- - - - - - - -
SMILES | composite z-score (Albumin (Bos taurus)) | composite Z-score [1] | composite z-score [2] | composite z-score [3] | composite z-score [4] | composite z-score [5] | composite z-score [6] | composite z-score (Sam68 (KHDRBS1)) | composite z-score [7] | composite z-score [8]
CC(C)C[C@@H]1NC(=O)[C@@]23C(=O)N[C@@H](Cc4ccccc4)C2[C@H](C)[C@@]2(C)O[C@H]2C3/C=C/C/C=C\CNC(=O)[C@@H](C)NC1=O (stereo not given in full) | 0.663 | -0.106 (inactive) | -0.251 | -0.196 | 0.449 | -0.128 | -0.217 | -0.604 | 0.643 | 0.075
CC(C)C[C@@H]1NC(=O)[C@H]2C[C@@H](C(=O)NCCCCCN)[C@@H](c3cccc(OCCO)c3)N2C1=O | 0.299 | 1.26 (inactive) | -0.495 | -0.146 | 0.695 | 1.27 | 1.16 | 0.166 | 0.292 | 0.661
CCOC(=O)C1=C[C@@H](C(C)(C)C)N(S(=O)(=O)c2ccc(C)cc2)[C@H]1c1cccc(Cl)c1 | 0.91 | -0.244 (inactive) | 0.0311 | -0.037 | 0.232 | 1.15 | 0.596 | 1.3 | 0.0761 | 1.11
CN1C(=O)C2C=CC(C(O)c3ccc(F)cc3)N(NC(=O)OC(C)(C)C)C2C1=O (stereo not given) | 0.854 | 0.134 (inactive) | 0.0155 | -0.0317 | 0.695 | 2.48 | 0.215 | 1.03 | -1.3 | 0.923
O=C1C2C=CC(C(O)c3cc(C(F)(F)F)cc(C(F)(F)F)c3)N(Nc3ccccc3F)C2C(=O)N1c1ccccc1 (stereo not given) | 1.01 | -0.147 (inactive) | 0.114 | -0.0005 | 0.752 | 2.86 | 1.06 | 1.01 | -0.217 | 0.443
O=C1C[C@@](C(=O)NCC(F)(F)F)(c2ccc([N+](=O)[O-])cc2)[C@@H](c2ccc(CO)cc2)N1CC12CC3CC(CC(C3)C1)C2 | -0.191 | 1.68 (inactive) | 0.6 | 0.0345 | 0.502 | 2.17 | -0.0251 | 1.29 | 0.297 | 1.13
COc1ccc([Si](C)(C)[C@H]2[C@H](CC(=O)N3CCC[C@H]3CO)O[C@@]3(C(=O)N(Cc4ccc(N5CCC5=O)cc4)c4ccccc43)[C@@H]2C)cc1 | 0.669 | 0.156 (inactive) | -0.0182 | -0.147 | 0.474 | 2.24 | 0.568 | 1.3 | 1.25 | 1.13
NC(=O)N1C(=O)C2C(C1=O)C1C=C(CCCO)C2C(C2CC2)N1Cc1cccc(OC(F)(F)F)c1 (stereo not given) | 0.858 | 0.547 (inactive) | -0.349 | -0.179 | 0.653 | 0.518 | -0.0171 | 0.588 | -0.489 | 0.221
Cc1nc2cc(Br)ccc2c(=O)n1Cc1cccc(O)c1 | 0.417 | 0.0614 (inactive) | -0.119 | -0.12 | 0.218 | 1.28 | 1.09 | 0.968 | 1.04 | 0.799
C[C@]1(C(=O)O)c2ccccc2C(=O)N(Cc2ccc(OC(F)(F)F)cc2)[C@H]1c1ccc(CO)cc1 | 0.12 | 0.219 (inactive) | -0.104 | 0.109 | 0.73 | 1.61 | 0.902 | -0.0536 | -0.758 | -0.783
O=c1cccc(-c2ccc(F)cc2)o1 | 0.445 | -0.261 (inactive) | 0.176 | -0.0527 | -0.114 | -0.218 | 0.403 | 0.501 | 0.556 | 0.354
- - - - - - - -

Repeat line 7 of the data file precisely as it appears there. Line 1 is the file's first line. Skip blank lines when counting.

O=C1C[C@@](C(=O)NCC(F)(F)F)(c2ccc([N+](=O)[O-])cc2)[C@@H](c2ccc(CO)cc2)N1CC12CC3CC(CC(C3)C1)C2 | -0.191 | 1.68 (inactive) | 0.6 | 0.0345 | 0.502 | 2.17 | -0.0251 | 1.29 | 0.297 | 1.13